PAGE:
Film Course Aims to Give Young People a ‘Space Where They Can Be Free’

A film course taught by Lee Lynch, an American filmmaker living in Iceland, aims to both introduce young people to a broad range of experimental film as well as to give them the opportunity to create their own, Called “Teenage Wasteland of the Arts” (a title inspired by the song “Baba O’Reily” by the British badn The Who, the course which is now being offered for the sixth time at Hitt Húsið.

Lee, who holds a master’s from the University of Southern California and has shown his own films at festivals such as Sundance, Rotterdam, and Tribeca, says the class introduces students to “video art and sound art…and we look at New Wave filmmaking, theater, experimental animation, and sound collages.” In addition, students are given the opportunity to make their own video art and learn, among other things, how to produce and edit their own YouTube videos and use a variety of analog effects.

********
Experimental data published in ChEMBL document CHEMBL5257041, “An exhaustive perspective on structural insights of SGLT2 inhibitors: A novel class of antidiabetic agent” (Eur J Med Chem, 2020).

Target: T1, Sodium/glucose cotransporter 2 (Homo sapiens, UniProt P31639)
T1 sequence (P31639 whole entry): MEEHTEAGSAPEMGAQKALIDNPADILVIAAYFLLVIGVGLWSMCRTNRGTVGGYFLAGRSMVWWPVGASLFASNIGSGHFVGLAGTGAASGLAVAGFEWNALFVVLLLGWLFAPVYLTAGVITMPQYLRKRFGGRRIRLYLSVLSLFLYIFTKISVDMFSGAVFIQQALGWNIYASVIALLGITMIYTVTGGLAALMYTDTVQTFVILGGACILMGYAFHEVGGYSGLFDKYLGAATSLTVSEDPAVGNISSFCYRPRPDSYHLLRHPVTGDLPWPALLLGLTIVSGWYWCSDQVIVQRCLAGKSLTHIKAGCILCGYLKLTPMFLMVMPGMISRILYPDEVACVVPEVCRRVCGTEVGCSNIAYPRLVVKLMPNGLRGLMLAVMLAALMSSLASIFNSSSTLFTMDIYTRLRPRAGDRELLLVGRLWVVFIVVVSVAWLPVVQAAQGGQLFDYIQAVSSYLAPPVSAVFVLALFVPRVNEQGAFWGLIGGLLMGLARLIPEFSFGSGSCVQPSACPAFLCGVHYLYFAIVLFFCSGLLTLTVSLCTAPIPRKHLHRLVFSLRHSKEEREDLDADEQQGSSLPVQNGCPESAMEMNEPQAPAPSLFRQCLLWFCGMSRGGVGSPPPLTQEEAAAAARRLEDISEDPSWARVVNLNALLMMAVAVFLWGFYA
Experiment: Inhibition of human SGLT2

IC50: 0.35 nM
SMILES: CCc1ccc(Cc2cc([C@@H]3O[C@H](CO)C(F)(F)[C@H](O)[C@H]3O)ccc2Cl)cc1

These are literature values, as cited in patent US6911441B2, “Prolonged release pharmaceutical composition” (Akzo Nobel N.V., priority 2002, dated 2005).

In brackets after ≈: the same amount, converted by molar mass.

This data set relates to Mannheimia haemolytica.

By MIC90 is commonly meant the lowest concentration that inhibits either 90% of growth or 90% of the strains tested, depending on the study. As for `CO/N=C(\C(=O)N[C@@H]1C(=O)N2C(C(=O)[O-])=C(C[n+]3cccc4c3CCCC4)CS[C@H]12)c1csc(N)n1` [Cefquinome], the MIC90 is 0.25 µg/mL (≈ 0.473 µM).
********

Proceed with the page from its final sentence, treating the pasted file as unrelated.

Lee says that film played an important and empowering role in his young life and he hopes it will do the same for his students. “…I was fourteen years old when I started making movies. Sometimes, I hated school and at that time, my parents were going through a difficult divorce. Filmmaking got me through that difficult time but I was the only teenager who was involved in stuff like that in the little town I grew up in. I hope to be able to offer young filmmakers and video artists a space where they can be free from everything else that is going on in their lives and that they have no control over. Space where they can express themselves among similarly minded people and help Iceland’s fantastic film scene grow and flourish.”